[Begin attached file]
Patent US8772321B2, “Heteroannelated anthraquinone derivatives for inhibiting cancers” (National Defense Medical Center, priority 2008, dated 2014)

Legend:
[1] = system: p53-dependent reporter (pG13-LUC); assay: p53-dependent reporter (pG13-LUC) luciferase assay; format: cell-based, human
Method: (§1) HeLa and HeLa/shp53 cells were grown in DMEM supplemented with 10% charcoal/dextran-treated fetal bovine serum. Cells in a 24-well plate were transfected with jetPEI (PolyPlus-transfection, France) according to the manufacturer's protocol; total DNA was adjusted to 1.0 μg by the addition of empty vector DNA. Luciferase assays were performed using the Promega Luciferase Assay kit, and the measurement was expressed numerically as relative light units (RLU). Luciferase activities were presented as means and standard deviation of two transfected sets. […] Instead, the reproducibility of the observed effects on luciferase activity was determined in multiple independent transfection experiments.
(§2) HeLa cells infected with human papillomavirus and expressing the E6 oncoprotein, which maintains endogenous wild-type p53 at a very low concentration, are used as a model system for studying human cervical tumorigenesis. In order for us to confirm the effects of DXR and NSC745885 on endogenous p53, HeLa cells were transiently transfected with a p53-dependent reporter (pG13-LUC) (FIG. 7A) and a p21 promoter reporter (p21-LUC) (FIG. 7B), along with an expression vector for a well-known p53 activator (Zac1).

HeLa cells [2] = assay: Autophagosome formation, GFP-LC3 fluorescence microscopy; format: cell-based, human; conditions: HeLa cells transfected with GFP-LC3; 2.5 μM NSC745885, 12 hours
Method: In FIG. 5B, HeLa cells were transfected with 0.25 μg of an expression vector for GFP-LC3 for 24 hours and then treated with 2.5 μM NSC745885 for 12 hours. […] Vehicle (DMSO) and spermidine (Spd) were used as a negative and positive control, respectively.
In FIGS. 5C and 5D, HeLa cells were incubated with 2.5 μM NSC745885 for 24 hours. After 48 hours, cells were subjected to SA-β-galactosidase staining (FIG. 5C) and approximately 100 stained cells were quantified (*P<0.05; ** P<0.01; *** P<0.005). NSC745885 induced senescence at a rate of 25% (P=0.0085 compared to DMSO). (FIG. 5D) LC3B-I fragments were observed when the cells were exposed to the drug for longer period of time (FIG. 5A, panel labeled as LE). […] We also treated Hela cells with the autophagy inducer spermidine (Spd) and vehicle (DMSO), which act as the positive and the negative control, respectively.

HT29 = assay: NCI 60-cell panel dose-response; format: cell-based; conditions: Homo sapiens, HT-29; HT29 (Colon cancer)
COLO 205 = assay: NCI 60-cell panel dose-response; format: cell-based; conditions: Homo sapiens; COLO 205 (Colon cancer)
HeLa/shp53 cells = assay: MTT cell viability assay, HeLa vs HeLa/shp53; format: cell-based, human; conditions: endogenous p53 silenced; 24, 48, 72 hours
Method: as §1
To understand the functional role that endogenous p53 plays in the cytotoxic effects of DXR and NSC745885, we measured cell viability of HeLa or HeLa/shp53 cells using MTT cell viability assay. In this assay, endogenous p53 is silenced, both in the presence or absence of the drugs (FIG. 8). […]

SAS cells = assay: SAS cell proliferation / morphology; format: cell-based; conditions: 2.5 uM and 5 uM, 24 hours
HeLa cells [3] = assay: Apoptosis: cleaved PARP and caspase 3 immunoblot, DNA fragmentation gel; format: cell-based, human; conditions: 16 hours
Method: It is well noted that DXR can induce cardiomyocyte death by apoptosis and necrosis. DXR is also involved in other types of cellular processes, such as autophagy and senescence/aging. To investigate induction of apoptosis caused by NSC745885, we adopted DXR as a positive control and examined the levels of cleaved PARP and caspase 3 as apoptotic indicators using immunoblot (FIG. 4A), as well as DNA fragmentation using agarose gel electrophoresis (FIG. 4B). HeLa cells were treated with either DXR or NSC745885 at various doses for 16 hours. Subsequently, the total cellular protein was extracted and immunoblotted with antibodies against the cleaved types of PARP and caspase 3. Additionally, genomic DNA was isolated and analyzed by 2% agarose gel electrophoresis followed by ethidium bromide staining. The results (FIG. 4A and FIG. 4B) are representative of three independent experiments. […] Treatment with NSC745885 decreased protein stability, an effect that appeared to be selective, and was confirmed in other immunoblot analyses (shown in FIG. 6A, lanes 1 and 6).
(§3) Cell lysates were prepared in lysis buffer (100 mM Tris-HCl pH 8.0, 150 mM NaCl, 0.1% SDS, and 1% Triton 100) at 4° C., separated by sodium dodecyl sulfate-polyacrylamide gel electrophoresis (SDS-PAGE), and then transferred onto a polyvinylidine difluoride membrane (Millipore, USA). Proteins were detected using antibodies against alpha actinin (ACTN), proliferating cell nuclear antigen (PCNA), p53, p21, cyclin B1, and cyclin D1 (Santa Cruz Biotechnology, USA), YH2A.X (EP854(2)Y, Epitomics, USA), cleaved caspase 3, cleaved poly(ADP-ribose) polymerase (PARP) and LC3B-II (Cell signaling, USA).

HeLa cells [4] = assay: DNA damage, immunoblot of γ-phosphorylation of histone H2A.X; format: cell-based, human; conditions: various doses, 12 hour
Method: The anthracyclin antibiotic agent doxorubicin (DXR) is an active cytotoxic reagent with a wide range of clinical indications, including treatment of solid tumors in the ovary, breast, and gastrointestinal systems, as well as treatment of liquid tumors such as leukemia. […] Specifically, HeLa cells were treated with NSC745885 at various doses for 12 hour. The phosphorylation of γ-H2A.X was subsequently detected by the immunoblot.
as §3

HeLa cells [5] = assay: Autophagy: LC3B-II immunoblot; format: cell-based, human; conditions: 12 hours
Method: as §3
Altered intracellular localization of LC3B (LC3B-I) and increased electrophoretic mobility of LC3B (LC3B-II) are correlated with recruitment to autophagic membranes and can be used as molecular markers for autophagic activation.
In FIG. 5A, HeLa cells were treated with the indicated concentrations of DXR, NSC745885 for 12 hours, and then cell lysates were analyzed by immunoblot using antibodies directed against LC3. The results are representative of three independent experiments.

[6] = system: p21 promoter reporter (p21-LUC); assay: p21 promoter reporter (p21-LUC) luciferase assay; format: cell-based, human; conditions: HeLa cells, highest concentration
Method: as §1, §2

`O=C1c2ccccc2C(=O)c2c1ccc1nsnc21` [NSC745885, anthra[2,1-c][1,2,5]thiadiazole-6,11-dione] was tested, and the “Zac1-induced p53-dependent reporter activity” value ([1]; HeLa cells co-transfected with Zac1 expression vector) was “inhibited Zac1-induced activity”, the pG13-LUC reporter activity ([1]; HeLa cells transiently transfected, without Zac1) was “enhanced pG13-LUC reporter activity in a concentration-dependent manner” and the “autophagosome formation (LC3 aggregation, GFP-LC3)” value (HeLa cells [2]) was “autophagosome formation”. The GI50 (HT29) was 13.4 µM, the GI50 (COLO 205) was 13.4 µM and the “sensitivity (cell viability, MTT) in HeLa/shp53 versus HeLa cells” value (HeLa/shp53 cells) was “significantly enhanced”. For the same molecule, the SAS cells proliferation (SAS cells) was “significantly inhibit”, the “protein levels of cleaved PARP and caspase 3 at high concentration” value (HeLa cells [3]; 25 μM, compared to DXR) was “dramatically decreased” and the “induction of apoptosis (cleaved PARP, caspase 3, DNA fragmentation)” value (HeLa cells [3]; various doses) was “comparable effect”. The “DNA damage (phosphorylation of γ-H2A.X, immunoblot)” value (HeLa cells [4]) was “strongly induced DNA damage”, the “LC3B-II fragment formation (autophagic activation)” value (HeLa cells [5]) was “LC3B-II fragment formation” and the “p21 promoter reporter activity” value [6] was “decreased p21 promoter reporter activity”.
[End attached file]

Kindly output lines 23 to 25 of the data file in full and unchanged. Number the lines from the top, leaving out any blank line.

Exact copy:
Altered intracellular localization of LC3B (LC3B-I) and increased electrophoretic mobility of LC3B (LC3B-II) are correlated with recruitment to autophagic membranes and can be used as molecular markers for autophagic activation.
In FIG. 5A, HeLa cells were treated with the indicated concentrations of DXR, NSC745885 for 12 hours, and then cell lysates were analyzed by immunoblot using antibodies directed against LC3. The results are representative of three independent experiments.

[6] = system: p21 promoter reporter (p21-LUC); assay: p21 promoter reporter (p21-LUC) luciferase assay; format: cell-based, human; conditions: HeLa cells, highest concentration